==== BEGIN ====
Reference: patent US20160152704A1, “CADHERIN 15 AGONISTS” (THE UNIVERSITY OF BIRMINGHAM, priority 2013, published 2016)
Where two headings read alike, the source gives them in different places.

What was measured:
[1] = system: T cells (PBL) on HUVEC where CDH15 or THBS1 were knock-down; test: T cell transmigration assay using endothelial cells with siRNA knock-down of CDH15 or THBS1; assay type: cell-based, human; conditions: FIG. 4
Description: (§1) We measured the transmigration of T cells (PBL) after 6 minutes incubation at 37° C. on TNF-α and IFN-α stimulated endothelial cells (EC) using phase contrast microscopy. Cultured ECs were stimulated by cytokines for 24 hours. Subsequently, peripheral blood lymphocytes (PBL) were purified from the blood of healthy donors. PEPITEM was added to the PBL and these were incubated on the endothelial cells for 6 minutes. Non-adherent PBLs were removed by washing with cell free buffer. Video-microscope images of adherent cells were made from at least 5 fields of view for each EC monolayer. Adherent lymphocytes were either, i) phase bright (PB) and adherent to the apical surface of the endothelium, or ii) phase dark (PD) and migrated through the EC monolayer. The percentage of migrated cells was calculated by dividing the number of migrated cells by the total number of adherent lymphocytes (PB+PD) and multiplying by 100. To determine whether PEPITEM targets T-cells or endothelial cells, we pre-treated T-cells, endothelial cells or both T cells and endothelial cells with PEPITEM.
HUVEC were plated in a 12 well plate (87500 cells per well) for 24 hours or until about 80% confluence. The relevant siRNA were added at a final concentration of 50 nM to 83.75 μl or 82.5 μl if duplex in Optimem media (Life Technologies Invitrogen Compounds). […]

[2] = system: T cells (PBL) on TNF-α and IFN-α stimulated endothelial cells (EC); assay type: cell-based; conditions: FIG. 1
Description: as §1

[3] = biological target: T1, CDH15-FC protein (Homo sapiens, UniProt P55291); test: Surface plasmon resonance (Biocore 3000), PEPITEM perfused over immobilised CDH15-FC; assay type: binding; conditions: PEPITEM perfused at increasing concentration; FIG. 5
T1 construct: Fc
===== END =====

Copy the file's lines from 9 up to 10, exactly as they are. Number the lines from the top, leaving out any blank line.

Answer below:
[3] = biological target: T1, CDH15-FC protein (Homo sapiens, UniProt P55291); test: Surface plasmon resonance (Biocore 3000), PEPITEM perfused over immobilised CDH15-FC; assay type: binding; conditions: PEPITEM perfused at increasing concentration; FIG. 5
T1 construct: Fc